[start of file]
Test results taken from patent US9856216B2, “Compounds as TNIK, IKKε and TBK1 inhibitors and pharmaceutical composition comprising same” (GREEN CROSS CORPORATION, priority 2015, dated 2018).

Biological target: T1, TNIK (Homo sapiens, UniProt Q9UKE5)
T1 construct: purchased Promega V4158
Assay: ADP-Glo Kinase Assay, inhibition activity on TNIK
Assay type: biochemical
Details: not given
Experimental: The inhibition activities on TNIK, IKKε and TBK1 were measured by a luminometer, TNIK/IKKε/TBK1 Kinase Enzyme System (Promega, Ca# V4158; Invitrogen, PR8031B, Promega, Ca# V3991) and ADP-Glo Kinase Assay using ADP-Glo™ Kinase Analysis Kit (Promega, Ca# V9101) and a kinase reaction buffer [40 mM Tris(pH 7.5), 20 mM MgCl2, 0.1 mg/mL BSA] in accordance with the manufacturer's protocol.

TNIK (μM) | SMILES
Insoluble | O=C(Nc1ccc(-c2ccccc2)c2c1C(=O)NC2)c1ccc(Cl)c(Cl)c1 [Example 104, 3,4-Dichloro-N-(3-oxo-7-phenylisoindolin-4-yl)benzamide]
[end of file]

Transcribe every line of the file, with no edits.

Test results taken from patent US9856216B2, “Compounds as TNIK, IKKε and TBK1 inhibitors and pharmaceutical composition comprising same” (GREEN CROSS CORPORATION, priority 2015, dated 2018).

Biological target: T1, TNIK (Homo sapiens, UniProt Q9UKE5)
T1 construct: purchased Promega V4158
Assay: ADP-Glo Kinase Assay, inhibition activity on TNIK
Assay type: biochemical
Details: not given
Experimental: The inhibition activities on TNIK, IKKε and TBK1 were measured by a luminometer, TNIK/IKKε/TBK1 Kinase Enzyme System (Promega, Ca# V4158; Invitrogen, PR8031B, Promega, Ca# V3991) and ADP-Glo Kinase Assay using ADP-Glo™ Kinase Analysis Kit (Promega, Ca# V9101) and a kinase reaction buffer [40 mM Tris(pH 7.5), 20 mM MgCl2, 0.1 mg/mL BSA] in accordance with the manufacturer's protocol.

TNIK (μM) | SMILES
Insoluble | O=C(Nc1ccc(-c2ccccc2)c2c1C(=O)NC2)c1ccc(Cl)c(Cl)c1 [Example 104, 3,4-Dichloro-N-(3-oxo-7-phenylisoindolin-4-yl)benzamide]